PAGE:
As regards the attempt to purchase the disputed domain name in 2019, and 2021, by the Commercial Director of the Complainant, it is argued that the attempt was not initiated or in any way endorsed by the Complainant and that this attempt was performed, without knowledge of the Complainant and its institutional channels, solely and individually by an employee of the Complainant.
The Respondent claims it acquired and controls the disputed domain name since 2008 (the Complainant alleges this is from 2009).
The Respondent requests the denial of the Complaint and a finding of Reverse Domain Name Hijacking (RDNH).
He argues to be in a legitimate business of registering domain names for the purpose of investing in, selling or leasing them. He asserts to have accumulated over 60,000 domain name registrations for these purposes, including around 10,000 family names, which he allegedly uses for email and rental businesses.
He asserts that since its acquisition in 2009, the disputed domain name is parked only with PPC links, which do not target the Complainant’s trademark or promote competitors of the Complainant. It is rather argued that “Mikels” is a common family name and that a Google search of “Mikels” with more than 46,000,000 results does not show the Complainant until page 3 (Annex 3 to the Response), which in view of the responding person indicates that, contrary to what is claimed by the Complainant, it is not the only one entitled to use the name “Mikels”.
In this regard, the Respondent asserts that he did not have any knowledge of the Complainant’s trademark rights in Mexico or elsewhere in Latin America at the time of his acquisition of the disputed domain name in 2009. It is argued that the Complainant has provided no evidence that could indicate otherwise. It is further argued that, while the Complainant has no registered trademark rights for MIKEL’S in the United States, there are various other “Mikels” trademark registrations in the United States, none of which belonging to the Complainant (Annex A to the Response).
Additionally, it is argued that the attempt of the Complainant’s Commercial Director to purchase the disputed domain name constitutes a “prime example of a Plan B acquisition”.
Furthermore, it is argued that even if the doctrine of laches may or may not apply to the present case, the fact that the Complainant did not bring his UDRP action for 13 years indicates that the disputed domain name was not purchased and has not been used in bad faith.
As regards the requested RDNH finding, it is argued that “the Complainant, represented by a counsel, knew or should have known that the Complaint would fail due to (1) not having a United States trademark [registration], (2) making an offer to purchase the domain name which was refused (Plan B), and (3) taking 13 years to file a UDRP [action] which reflects a lack of bad faith in both registration and use of the domain name.”
The Registrar identified “Anonymize, Inc.” as the registrant of the disputed domain name. For purposes of the Policy, paragraph 1 of the Rules defines the “Respondent” as the holder of a domain-name registration against which a complaint is initiated. The Complaint was filed against the Registrar-confirmed registrant of the disputed domain name, “Anonymize, Inc.”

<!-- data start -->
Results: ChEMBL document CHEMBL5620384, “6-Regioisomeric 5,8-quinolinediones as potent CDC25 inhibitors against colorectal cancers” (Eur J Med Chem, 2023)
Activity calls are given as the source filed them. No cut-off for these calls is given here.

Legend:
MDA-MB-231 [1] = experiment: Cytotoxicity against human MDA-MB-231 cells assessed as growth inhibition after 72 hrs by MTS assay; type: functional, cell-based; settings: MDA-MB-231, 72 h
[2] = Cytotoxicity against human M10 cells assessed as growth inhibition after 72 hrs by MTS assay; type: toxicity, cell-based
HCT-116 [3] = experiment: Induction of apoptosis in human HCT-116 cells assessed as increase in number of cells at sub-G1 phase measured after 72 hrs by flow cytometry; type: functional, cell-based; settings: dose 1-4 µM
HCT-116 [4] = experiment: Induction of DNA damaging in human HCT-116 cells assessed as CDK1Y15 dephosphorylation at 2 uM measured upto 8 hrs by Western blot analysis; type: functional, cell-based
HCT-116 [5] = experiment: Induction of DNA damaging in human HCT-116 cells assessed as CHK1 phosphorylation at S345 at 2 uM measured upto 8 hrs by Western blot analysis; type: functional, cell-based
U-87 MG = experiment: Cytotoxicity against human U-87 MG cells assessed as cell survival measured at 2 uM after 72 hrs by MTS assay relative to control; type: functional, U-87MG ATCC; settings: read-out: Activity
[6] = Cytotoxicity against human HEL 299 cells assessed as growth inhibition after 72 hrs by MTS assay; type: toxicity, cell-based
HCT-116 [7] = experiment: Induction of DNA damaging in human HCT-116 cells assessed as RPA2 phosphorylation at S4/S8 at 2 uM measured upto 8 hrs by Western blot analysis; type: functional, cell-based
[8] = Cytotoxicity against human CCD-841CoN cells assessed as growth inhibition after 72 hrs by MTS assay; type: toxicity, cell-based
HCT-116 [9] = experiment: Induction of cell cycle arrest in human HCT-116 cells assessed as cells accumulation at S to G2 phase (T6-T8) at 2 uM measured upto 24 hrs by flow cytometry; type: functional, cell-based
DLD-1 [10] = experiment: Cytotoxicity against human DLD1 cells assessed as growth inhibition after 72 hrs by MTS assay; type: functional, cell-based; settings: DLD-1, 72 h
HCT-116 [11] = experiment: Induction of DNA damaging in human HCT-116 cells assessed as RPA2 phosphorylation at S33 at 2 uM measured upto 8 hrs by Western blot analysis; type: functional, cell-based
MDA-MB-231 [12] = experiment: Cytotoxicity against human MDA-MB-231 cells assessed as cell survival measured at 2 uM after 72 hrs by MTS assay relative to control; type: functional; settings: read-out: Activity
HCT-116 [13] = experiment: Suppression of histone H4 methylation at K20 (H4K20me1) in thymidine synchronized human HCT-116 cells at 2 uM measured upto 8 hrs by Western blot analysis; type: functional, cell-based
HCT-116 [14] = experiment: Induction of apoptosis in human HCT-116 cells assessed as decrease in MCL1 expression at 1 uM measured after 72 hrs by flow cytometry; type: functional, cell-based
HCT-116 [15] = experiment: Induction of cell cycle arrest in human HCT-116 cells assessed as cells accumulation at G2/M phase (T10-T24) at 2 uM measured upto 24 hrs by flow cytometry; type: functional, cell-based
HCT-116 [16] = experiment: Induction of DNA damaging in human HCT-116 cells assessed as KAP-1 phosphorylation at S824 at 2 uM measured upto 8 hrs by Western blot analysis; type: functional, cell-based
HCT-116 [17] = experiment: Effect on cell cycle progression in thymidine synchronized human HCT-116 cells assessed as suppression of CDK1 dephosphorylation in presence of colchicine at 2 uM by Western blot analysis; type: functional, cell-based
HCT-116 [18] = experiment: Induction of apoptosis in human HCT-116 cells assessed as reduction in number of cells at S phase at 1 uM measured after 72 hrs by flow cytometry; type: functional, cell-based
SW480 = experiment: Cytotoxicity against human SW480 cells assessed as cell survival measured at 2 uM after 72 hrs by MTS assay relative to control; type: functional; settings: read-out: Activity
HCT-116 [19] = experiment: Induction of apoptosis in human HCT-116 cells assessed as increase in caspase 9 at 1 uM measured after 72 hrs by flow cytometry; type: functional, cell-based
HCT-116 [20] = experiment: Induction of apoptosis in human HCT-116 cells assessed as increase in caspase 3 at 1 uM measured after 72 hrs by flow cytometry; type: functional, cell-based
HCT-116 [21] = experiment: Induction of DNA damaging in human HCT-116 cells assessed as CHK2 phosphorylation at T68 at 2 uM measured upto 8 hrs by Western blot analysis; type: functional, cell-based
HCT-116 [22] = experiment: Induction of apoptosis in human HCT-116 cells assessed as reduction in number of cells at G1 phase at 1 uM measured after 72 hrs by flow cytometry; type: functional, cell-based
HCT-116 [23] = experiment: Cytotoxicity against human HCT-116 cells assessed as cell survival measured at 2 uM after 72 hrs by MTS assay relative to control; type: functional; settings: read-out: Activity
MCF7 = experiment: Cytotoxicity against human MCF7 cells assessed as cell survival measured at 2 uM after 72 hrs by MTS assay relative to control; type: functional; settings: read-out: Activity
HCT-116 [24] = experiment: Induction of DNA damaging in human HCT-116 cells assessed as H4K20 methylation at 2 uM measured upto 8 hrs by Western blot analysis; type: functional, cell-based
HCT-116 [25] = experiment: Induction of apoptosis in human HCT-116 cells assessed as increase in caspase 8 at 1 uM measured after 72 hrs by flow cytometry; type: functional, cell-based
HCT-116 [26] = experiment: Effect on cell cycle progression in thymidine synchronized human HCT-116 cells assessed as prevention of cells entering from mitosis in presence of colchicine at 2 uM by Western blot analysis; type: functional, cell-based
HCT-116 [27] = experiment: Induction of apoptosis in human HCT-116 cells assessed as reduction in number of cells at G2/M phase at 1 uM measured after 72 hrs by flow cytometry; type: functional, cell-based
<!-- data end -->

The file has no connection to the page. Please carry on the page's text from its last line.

As mentioned-above, the Center received a Response from counsel for Stanley Pace as the underlying registrant. The case record is sufficiently showing that the responding person has acquired the disputed domain name in 2009, and has controlled it ever since.
Hence, the Panel accepts the Response as filed by counsel and any reference to “the Respondent” will refer to Stanley Pace, unless otherwise indicated.
The Panel notes that the Center received a supplemental filing from the Complainant on January 14, 2022.
The Panel follows the reasoning of the panel in Viz Communications, Inc. v. Redsun dba www.animerica.com and David Penava, WIPO Case No. D2000-0905, that it is appropriate to consider the circumstances of each case before deciding whether or not to admit additional or late-filed submissions.
In this case, the Panel decides to admit the Complainant’s additional submission to the present administrative proceeding, as it sees no reason and disadvantage for the Respondent not to take the Complainant’s supplemental filing into account, as it contains nothing that would alter the Panel’s analysis and outcome of its decision below.
According to paragraph 15(a) of the Rules, the Panel shall decide the Complaint in accordance with the Policy, the Rules and any rules and principles of law that it deems applicable.
In accordance with paragraph 4(a) of the Policy, the Complainant must prove that each of the three following elements is satisfied:
(i) the disputed domain name is identical or confusingly similar to a trademark in which the Complainant has rights; and
(ii) the Respondent has no rights or legitimate interests in respect of the disputed domain name; and
(iii) the disputed domain name has been registered and is being used in bad faith.
Paragraph 4(a) of the Policy states that the Complainant bears the burden of proving that all these requirements are fulfilled, even if the Respondent has not replied to the Complaint’s contentions. Stanworth Development Limited v. E Net Marketing Ltd., WIPO Case No. D2007-1228.
However, concerning the uncontested information provided by the Complainant, the Panel may, where relevant, accept the provided reasonable factual allegations in the Complaint as true. See, section 4.3 of the WIPO Overview of WIPO Panel Views on Selected UDRP Questions, Third Edition (“WIPO Overview 3.0”).
Further, it is stated that the Panel has taken note of the WIPO Overview 3.0 and, where appropriate, will decide consistent with the consensus views captured therein.
The Panel finds that the Complainant has registered trademark rights in the mark MIKEL’S by virtue of various trademark registrations e.g., in Mexico, Colombia, Panama, and China.